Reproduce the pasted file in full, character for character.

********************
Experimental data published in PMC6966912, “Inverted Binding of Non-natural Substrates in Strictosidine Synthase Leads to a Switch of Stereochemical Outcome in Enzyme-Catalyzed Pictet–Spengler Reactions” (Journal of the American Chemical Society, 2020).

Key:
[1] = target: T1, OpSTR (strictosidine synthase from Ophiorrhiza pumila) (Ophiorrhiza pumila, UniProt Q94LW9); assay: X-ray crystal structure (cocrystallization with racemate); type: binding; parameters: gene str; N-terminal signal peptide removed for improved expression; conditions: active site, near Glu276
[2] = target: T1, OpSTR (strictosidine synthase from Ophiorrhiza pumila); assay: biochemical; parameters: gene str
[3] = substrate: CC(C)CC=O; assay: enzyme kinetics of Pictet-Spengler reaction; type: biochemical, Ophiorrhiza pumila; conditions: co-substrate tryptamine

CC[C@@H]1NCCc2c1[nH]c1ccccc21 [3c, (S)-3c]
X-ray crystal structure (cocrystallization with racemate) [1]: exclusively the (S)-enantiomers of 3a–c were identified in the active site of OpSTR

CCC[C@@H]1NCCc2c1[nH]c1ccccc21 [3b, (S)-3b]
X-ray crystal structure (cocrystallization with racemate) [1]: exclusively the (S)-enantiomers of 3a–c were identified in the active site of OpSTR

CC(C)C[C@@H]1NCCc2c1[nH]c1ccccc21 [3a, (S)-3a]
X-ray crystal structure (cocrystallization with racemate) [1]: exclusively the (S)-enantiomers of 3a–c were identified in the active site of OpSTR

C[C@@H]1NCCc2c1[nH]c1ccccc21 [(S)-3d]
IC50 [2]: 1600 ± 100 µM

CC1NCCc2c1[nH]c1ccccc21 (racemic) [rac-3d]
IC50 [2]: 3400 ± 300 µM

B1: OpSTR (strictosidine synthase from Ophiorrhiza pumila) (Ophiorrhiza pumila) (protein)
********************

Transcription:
Experimental data published in PMC6966912, “Inverted Binding of Non-natural Substrates in Strictosidine Synthase Leads to a Switch of Stereochemical Outcome in Enzyme-Catalyzed Pictet–Spengler Reactions” (Journal of the American Chemical Society, 2020).

Key:
[1] = target: T1, OpSTR (strictosidine synthase from Ophiorrhiza pumila) (Ophiorrhiza pumila, UniProt Q94LW9); assay: X-ray crystal structure (cocrystallization with racemate); type: binding; parameters: gene str; N-terminal signal peptide removed for improved expression; conditions: active site, near Glu276
[2] = target: T1, OpSTR (strictosidine synthase from Ophiorrhiza pumila); assay: biochemical; parameters: gene str
[3] = substrate: CC(C)CC=O; assay: enzyme kinetics of Pictet-Spengler reaction; type: biochemical, Ophiorrhiza pumila; conditions: co-substrate tryptamine

CC[C@@H]1NCCc2c1[nH]c1ccccc21 [3c, (S)-3c]
X-ray crystal structure (cocrystallization with racemate) [1]: exclusively the (S)-enantiomers of 3a–c were identified in the active site of OpSTR

CCC[C@@H]1NCCc2c1[nH]c1ccccc21 [3b, (S)-3b]
X-ray crystal structure (cocrystallization with racemate) [1]: exclusively the (S)-enantiomers of 3a–c were identified in the active site of OpSTR

CC(C)C[C@@H]1NCCc2c1[nH]c1ccccc21 [3a, (S)-3a]
X-ray crystal structure (cocrystallization with racemate) [1]: exclusively the (S)-enantiomers of 3a–c were identified in the active site of OpSTR

C[C@@H]1NCCc2c1[nH]c1ccccc21 [(S)-3d]
IC50 [2]: 1600 ± 100 µM

CC1NCCc2c1[nH]c1ccccc21 (racemic) [rac-3d]
IC50 [2]: 3400 ± 300 µM

B1: OpSTR (strictosidine synthase from Ophiorrhiza pumila) (Ophiorrhiza pumila) (protein)